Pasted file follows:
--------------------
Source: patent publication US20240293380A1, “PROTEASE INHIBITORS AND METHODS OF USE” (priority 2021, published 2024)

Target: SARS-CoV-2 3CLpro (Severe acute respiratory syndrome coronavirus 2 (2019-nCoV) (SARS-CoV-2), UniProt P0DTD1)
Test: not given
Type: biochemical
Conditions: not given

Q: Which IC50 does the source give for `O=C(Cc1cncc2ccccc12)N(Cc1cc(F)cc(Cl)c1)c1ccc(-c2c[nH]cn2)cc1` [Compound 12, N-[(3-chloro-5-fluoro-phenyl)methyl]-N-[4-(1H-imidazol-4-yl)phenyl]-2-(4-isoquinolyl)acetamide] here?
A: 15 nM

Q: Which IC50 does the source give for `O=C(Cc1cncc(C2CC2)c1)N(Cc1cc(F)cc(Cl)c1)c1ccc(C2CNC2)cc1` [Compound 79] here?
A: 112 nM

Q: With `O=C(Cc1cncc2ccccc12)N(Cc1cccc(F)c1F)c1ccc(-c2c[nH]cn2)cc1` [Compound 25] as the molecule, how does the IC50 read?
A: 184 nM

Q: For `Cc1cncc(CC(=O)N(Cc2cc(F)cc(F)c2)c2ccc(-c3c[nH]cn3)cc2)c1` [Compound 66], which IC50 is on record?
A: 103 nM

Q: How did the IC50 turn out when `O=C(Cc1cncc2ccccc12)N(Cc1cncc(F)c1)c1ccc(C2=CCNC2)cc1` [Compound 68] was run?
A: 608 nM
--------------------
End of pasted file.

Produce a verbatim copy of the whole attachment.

Source: patent publication US20240293380A1, “PROTEASE INHIBITORS AND METHODS OF USE” (priority 2021, published 2024)

Target: SARS-CoV-2 3CLpro (Severe acute respiratory syndrome coronavirus 2 (2019-nCoV) (SARS-CoV-2), UniProt P0DTD1)
Test: not given
Type: biochemical
Conditions: not given

Q: Which IC50 does the source give for `O=C(Cc1cncc2ccccc12)N(Cc1cc(F)cc(Cl)c1)c1ccc(-c2c[nH]cn2)cc1` [Compound 12, N-[(3-chloro-5-fluoro-phenyl)methyl]-N-[4-(1H-imidazol-4-yl)phenyl]-2-(4-isoquinolyl)acetamide] here?
A: 15 nM

Q: Which IC50 does the source give for `O=C(Cc1cncc(C2CC2)c1)N(Cc1cc(F)cc(Cl)c1)c1ccc(C2CNC2)cc1` [Compound 79] here?
A: 112 nM

Q: With `O=C(Cc1cncc2ccccc12)N(Cc1cccc(F)c1F)c1ccc(-c2c[nH]cn2)cc1` [Compound 25] as the molecule, how does the IC50 read?
A: 184 nM

Q: For `Cc1cncc(CC(=O)N(Cc2cc(F)cc(F)c2)c2ccc(-c3c[nH]cn3)cc2)c1` [Compound 66], which IC50 is on record?
A: 103 nM

Q: How did the IC50 turn out when `O=C(Cc1cncc2ccccc12)N(Cc1cncc(F)c1)c1ccc(C2=CCNC2)cc1` [Compound 68] was run?
A: 608 nM